The Stories We Take With Us by Wendy Scalfaro
“What about my books?” my mom asked. She was in hospice, and still coherent. Although that would last only another day or two.
“Do you want me to take care of them?” I asked.
“What do you want me to do with them? Donate them?”
“I don’t know.” She closed her eyes. This question was too much for her to contemplate at this point.
“I’ll go through them, and save some for the children.” This seemed to satisfy her.
While my older brother took care of the legal and financial details of our mother’s final days, I knew that, as the librarian, I was in charge of deciding what to do with her book collection when she died.
Less than a week later, I started my task. I saved the Stephen King hardcovers. He was a favorite author of Mom’s and mine, and we shared his books constantly when I was a teen. I also saved her beloved Anne McCaffrey books because…well, they were her beloved Anne McCaffrey books. And I set aside the Andre Norton titles for my 8-year-old science-fiction-loving son to read much later.
In Mom’s storage area, I found a few boxes of her mother’s science fiction gems. Most were too moldy and falling apart to save. I kept a few that had Grandma’s name inscribed in her handwriting, as a way to hold on to a bit of her. These books stored in boxes are the physical remnants of the stories that were stored in Grandma’s memories. Is it ridiculous to imagine she took these stories with her when she passed?
My younger brother carted the rest of the boxes of books to the public library. I didn’t have the room for them. I think Mom would be happy with this decision, regardless of whether the library sold them or added them to their collection. Each story now available for the next person to enjoy.
I can’t help but wonder what happens to stories once we’ve read them. In one regard, they still have their permanence there on the page, in neat black lettering on a whiteish background. The words don’t go away once you’ve read them. They’re still there if you re-read the story, or go back over a part for clarification. But those are just words, right?
What about the story?
When we read a story, it creates another kind of permanence in our minds. We hold that world inside of us. It shapes who we are and how we feel and think. Once read, a story can’t be unread. Unlike the physical book, we can take stories with us wherever we go. We read the words on the pages of a book, but we absorb the whole of the story into your souls.
Each reader has their own iteration of a story. The elements of stories affect each reader differently. Some students will be deeply impacted by what they read. Think of how many people’s lives have been affected – are still affected every day – by Harry Potter and his friends. My own children are experiencing that world now. Two years ago, a twelfth-grader told me that she had just finished reading A Tree Grows in Brooklyn. She cried. She pronounced it her “favorite book.” It was the book that cemented her decision to major in English in college and become a writer one day. Just last year, another senior shared a short story with me that he had written. It wasn’t great, but it had potential. He was influenced by Poe, Homer, and other classical literature. He’s a deep thinker, and it showed in his writing, even while he’s still trying to figure things out. Those stories and poems he read swirled around in his mind, making connections to each other and to his own thoughts. I believe this is true for all of us.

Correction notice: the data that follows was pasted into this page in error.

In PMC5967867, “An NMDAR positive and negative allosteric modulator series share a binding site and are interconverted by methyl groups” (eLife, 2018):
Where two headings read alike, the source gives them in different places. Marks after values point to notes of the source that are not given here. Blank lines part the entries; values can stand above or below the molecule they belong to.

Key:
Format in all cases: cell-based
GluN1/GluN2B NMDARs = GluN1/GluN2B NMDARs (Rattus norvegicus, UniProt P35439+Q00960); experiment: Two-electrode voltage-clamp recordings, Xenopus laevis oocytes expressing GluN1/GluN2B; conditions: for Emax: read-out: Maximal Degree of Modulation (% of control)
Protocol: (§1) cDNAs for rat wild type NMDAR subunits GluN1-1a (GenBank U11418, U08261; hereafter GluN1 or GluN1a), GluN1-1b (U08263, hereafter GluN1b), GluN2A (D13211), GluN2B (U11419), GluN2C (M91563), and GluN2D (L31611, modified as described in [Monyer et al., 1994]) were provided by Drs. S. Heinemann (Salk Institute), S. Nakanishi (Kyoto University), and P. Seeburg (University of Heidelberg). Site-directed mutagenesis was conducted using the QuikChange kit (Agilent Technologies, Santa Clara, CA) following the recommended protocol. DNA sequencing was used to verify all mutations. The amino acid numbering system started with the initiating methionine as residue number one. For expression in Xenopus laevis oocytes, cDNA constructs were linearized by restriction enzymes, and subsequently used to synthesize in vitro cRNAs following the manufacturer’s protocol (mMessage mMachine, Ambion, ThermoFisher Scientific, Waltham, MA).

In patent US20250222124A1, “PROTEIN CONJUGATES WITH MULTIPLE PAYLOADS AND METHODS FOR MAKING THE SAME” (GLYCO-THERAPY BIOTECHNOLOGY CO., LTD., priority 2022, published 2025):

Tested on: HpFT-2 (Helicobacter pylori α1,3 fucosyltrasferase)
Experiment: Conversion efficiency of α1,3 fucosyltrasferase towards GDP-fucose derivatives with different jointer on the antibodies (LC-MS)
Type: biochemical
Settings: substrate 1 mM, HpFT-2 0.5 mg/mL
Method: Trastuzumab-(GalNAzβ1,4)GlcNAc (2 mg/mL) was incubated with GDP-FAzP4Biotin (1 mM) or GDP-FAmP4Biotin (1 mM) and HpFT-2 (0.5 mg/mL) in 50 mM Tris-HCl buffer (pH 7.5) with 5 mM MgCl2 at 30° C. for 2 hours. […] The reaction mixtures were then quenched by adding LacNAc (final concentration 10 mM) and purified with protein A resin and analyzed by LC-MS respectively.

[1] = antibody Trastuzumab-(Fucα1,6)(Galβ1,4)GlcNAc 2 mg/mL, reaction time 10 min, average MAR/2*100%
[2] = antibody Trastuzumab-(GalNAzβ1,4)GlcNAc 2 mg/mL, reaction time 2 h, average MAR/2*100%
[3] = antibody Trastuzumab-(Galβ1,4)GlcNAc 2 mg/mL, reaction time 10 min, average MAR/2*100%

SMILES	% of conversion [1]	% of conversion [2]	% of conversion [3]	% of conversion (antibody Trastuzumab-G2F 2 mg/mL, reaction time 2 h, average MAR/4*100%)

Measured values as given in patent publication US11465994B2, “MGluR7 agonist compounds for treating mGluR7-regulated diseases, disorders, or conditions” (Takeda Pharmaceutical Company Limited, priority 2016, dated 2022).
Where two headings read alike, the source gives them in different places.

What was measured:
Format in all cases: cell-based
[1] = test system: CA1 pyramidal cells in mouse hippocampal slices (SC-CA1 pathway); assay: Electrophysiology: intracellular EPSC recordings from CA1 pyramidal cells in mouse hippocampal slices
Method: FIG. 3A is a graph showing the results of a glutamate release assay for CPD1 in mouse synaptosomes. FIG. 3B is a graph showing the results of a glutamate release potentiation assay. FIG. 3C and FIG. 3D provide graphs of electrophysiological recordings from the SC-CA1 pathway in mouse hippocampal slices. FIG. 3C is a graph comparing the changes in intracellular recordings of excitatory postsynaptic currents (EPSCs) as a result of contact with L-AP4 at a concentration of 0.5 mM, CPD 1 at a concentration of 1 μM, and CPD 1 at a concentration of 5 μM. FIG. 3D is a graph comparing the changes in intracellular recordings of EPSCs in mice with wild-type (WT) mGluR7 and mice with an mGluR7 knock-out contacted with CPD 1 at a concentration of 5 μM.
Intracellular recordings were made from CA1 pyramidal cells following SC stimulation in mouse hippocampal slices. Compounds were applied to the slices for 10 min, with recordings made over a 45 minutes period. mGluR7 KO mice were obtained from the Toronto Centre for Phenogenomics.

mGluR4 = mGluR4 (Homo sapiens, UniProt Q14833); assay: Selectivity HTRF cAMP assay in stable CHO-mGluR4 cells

It’s been more than two years since my Mom died, and I still think about all of these books that I sorted through. The ones I saved, dispersed, discarded. The ones with my loved one’s name written in perfect penmanship on the title page. The ones with a scrap of paper for a bookmark (still reading? re-reading?).
Like the boxes in which we store old books, we are the carriers of the stories we read. The words, characters, and settings become a part of who we are. They impact our future reading choices. They interact with our ideas, elicit emotions, and stick to our bones. We can take them with us, perhaps even after we’re no longer on this earth. I like the image of my Mom and Grandmother re-experiencing their favorite fictional realms in the afterlife, engaged in Heavenly book discussions.
So during the school year, when students become a part of your classroom or library, you have the opportunity to help them discover amazing stories. If they’re lucky, and you’ve loaned them a book that worked out an issue that the student connects with, or exposed them to diverse characters and cultures, they’ll come away with a greater understanding of society. Not only will they think differently about their world, but they’ll take those stories with them.
Wendy Scalfaro is a high school and public librarian in Central New York, where she and her husband are raising two children who love reading, learning, and exploring life. Wendy is currently writing her first book, a middle grade historical novel based on her maternal grandmother’s childhood spent in an orphanage. You can follow her on Twitter and Instagram at @wscalfaro. She blogs book reviews and all things reading and writing at https://wscalfaro.wordpress.com/.